13 May 2008

Just as Dead as That Squirrel

Just a few miscellaneous items today.

  • I promised more posting yesterday. The local squirrels and wind had other ideas... The line-repair tech came out, and it took over 45 minutes to replace the line going into the house. The squirrels — probably in retaliation for Lucy chasing (and occasionally catching and eating) them — had begun the process by chewing up the insulation and nibbling on the wires. The wind finished it by forcing one of the wires out of the connector, leaving it to flap against the connector and tantilize me with occasional connections. It wasn't that big a deal to replace the line, and it was probably necessary: The last service date noted on the connector was over fifty years ago.
  • Charlie Stross explains why your "broadband" 'net connection still takes forever to download articles. As a rather disturbing corollary, it's been my experience (backed up by data, not just anecdotes) that there's a lot less bloat associated with more-bandwidth-intense content, such as music and videos. Thus, by being "efficient" in demanding textual content, all I'm doing is enabling the advertisers to waste an even higher proportion of the bandwidth.
  • Perhaps some of those who believe that "lit crit should embrace science" should try understanding both literature and the scientific method before they begin making such proscriptive claims. The point of the scientific method is that it enables one to reason from data to a theory; to then test that theory with different data, and determine whether the theory is satisfactory or requires revision (or even, as in the case of the ether, derision). However, one of the key points of literature — and, for that matter, literary criticism — is that the "data sets" have only coincidental congruence at best. That's not to say that neither field can learn from the other; it is only to say that such learning is by analogy, not by direct application.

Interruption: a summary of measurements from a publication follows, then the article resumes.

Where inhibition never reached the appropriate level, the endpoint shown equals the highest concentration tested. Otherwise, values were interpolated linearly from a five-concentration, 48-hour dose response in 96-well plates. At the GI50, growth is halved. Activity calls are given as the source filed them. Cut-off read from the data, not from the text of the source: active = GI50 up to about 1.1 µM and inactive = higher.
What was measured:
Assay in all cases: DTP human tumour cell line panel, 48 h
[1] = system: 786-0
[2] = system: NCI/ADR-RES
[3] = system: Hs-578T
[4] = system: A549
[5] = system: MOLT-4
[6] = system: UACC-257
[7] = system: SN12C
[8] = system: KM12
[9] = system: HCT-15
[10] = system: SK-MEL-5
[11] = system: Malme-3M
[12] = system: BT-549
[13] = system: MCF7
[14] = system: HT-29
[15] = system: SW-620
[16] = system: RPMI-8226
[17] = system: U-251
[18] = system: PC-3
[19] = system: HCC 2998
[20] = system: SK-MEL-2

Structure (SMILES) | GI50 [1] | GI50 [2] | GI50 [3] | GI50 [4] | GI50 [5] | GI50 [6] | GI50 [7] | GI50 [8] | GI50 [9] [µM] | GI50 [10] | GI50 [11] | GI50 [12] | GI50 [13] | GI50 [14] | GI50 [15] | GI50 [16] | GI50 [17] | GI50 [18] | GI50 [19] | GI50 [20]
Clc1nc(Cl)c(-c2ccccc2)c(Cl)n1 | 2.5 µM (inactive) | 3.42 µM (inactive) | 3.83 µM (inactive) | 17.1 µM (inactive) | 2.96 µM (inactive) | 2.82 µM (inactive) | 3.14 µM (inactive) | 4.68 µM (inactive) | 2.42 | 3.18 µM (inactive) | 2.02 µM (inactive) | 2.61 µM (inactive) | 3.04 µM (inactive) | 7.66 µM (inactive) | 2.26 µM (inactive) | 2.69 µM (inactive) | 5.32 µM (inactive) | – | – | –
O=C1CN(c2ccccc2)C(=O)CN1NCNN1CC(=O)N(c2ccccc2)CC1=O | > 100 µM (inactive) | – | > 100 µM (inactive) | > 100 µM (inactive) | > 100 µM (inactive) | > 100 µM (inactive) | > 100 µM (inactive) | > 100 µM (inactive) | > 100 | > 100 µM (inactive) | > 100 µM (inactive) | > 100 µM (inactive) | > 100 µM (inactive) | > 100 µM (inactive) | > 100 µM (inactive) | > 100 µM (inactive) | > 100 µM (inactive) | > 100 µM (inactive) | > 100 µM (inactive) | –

Of course, it would be a good idea if a few more lit majors (and, for that matter, biz/econ majors) took some serious, math-based science, and if a few more scientists took some serious, high-level (that is, non-survey) literature courses. They might learn something about communication if they did.

  • When an overseas paper that's as normally insensitive to nuances in IP as The Times begins to accept that the Harry Potter Lexicon lawsuit is about trademark as much as about copyright, one would ordinarily sit up at take notice... except that this is a guest article written by actual attorneys, so perhaps doing so is premature. That said, one might almost think they'd read my initial take on the lawsuit, which is quite similar in the end (allowing for the translation to UK terms and perceptions). Plagiarism is hardly a new concern... but neither does it fit comfortably within either the "copyright infringment" or "trademark infringement" rubrics.
  • Last, and far from least, I'd like to add some emphasis to Mr Gaiman's comments in this embedded video. I spent several years in Mr Gaiman's homeland during the reign of Margaret I, and on free-speech issues it was extremely embarassing. At one point, in order to do my job I had to go abroad and buy copies of an English-language book by a former UK government servant. (I cannot confirm or deny what that involved; some of the people most interested in reading it were my UK colleagues...) And, compared to other parts of the world, the UK is a veritable paradise of free speech; at least one can identify the Official Secrets Act without going to jail for merely identifying the government authority.

    I won't go so far as to say "America — love it or leave it." I have no patience with that kind of jingoism, especially since the very point of the construct "America" is that dissent is not merely tolerated, but embraced... and that necessarily means admitting that the union is, at present (and in the past), less perfect. But I will say "The First Amendment — use it or lose it," because I cannot conceive of a long-term self-perpetuating functional democratic republic without it (or something very close indeed). That should be a hint of what I predict in the long term for the "democracies" in Europe... and Russia since The Wall fell is merely an accelerated example.